B9Creator - The Kickstarter-funded B9Creator is a DIY stereolithography kit that produces very high-quality prints.
Maker’s Tool Works - The MendelMax 2.0 uses a linear rail system and replaces many printed parts with aluminum plates for better accuracy and longevity.
MakiBox - MakiBox was crowdfunded on Makible.com to offer the most affordable 3D printers on the market, starting at $200 for the A6 LT without a heated bed.
SeeMeCNC - SeeMeCNC sells RepRap Huxley kits and the delta style Rostock kits, as well as laser cutters.
Trinity Labs - TrinityOne’s MendelMax Pro was reviewed by Make Magazine, but the Aluminatus is a step up in quality and size.
The 3D printers in this section have been successfully crowdfunded through sites such as Kickstarter and Indiegogo, and are accepting preorders from the public.
AIO Robotics - AIO Robotics designed the ZEUS to eliminate shipping involved with product development and prototyping; it does that by operating as a 3D faxer with scanning and copying capabilities.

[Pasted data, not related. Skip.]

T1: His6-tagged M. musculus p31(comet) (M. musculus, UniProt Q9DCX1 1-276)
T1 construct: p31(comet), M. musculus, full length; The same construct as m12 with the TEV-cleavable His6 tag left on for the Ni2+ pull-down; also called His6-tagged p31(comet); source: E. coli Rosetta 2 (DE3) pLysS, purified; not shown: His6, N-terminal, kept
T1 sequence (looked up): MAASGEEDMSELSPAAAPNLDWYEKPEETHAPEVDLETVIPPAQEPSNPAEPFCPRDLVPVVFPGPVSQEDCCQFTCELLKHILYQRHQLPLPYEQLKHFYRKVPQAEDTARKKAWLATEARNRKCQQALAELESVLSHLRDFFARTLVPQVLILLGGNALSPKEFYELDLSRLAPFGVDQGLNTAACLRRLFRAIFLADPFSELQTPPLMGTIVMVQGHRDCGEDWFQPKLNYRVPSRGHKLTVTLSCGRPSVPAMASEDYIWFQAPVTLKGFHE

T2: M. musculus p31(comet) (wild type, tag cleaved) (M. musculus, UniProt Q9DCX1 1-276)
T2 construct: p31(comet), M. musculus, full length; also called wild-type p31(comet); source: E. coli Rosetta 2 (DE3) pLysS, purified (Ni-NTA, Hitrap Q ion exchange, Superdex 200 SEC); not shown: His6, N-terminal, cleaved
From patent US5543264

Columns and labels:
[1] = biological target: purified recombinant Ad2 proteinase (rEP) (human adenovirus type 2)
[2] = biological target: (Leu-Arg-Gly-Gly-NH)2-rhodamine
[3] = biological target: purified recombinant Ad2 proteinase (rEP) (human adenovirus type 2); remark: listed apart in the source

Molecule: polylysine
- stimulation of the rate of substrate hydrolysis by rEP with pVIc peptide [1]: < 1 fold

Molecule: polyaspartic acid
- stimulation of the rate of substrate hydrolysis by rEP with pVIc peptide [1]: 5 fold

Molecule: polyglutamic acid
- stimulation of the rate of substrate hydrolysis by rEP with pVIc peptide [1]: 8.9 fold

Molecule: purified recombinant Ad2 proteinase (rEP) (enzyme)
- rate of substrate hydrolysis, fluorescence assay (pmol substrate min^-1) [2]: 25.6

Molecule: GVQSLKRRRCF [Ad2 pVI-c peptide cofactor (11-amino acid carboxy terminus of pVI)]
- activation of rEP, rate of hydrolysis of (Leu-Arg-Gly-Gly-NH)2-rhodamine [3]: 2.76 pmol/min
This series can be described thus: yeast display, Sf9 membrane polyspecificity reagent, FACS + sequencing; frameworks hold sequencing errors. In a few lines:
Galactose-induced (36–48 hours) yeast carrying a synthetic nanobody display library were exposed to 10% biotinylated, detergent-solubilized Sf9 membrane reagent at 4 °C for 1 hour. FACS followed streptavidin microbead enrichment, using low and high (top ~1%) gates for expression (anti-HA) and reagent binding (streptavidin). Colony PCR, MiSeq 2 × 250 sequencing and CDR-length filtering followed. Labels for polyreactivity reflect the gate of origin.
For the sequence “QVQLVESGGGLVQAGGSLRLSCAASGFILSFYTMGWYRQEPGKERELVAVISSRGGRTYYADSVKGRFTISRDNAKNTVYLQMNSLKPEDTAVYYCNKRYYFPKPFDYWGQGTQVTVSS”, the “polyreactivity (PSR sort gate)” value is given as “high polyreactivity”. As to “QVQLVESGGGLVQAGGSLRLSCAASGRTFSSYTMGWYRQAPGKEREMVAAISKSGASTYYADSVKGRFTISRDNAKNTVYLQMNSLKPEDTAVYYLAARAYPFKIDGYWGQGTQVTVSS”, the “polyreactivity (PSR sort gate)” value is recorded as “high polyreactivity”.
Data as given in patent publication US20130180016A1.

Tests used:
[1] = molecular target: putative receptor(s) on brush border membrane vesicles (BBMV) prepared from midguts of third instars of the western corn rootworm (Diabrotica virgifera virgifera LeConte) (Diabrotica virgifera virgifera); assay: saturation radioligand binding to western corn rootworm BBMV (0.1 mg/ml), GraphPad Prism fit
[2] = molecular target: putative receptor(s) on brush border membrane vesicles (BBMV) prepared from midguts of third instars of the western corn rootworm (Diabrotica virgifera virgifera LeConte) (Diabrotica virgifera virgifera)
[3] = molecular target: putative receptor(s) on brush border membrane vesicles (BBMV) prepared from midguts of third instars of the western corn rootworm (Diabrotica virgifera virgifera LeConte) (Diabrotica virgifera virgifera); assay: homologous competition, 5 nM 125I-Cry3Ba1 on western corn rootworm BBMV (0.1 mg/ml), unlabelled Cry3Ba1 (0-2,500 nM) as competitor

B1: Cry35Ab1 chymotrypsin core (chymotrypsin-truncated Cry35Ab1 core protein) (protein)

Blue Eagle Labs - The Blue Eagle Labs team has developed a cheaper, better Kossel. With a large build volume, small footprint, and autocalibration, the Clear will stand out at its price point.
DeltaMaker - Intended to be attractive with a low footprint, the DeltaMaker also delivers quality.
Eventorbot - This is a completely open source, steel frame printer with a build volume of 10” x 8” x 6”; all the plans are available.
Ez3D - The Ez3D team wanted to create a 3D printer that is easy to use, affordable, and powerful; the Pheonix has its own software with a print recovery feature, a large build volume, and a warranty.